Miracle moved into their new factory in 1963. Led by Claude's inventiveness, Miracle pioneered using fiberglass for slides and canopies. Though this allowed more colorfulness, instant recognition, and creative playground components, it was also a difficult medium to use. Due to this, product failure became a litigious problem, but Miracle honored their guarantees.
Having become expert at using fiberglass, Claude discovered a new market when at a University of Iowa football game. After suffering a splinter from the wooden bleacher, he designed a way to cover the wooden seats with fiberglass. Soon Miracle was covering major stadium's bleachers with numbered and team colored fiberglass. This expanded into covering seatbacks and eventually into making molded seats. They also began using a plastic coating to cover the fiberglass as a protection from the hot sun. In the late 1960s Miracle also began to use a powder coating on steel parts of their playground equipment.
Claude and his son Paul Ahrens developed a surface “train” to transport people from their cars in a large stadium parking lot to the stadium event. The first one was used for the 1965 Astrodome opening event in Texas. Adventureland in Disneyland as well as large resorts across the country also utilitized them.
In the 1970s, Claude introduced the modular swimming pool for schools to teach swimming and water safety. These five feet wide and thirty feet long pools could be installed in spare classrooms or even on a fifth wheel trailer that could be moved from school to school.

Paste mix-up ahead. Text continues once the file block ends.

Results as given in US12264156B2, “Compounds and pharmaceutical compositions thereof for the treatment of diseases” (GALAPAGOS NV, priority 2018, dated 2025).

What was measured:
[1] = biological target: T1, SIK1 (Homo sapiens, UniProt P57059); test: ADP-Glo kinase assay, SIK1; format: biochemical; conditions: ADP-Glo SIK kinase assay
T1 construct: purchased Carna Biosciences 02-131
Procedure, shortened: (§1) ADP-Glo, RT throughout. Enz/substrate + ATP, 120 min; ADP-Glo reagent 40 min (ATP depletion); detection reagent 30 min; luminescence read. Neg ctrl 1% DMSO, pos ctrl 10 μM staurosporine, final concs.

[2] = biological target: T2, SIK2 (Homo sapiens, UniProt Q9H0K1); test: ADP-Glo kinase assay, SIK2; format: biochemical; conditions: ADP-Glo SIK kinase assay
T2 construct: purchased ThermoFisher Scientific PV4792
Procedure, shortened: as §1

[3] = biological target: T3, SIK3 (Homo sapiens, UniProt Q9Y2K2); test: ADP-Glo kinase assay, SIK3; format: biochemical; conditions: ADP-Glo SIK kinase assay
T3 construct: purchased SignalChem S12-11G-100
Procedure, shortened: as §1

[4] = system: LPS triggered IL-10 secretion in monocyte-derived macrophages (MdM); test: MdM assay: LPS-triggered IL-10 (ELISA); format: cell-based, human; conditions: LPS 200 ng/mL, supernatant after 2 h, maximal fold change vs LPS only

By this time, Miracle employed over 200 workers in selling and manufacturing playground equipment and bleachers in factories strategically placed in California, Iowa, and Virginia.
While Claude was expanding Miracle sales into Europe, Paul became President of the company in 1972. At that time Miracle also sold 30% of its shares to the public and became Miracle Recreation Equipment Company.
During the 70s and the 80s Claude and Paul continued designing and leading the playground industry in innovative equipment. Together they would have over 16 patents for their designs. Among these were the Astro City, Tornado Slide, Animal Hop, Flying Gym, Rock Mountain, Earn-A-Slide, Tower Climber, and the Miracle Junior Challenge Course. Today Miracle Recreation holds more than 38 patents.
Besides the innovations in the playground industry, Claude and Paul also created fiberglass silos, fiberglass bulk bins, hog farrowing huts called Mirahuts, and the very successful stock watering tanks called Mirafounts. This agricultural line of Miracle Recreation was eliminated in 1983 when they restructured the company. Claude bought the rights to the agricultural products and founded Miraco as a division of Ahrens Manufacturing, Inc.
As part of a larger trend toward union problems in the Midwest during the 1980s, Miracle Recreation Equipment Company's workers held a strike against the Grinnell factory in 1980 and 1981. In 1982, Paul announced plans for a new plant in Monett, Missouri, a less friendly state for unions. The next year Claude resigned as chairman of the Miracle Recreation board and installed Sharp Lannom as chair. Over the next four years Sharp shaped the company's management into a more corporate model, resolved the labor issues, and moved the headquarters to the new plant in Missouri. After accomplishing these goals, he resigned in 1986, and Paul became the chairman of the board with controlling interest in the company.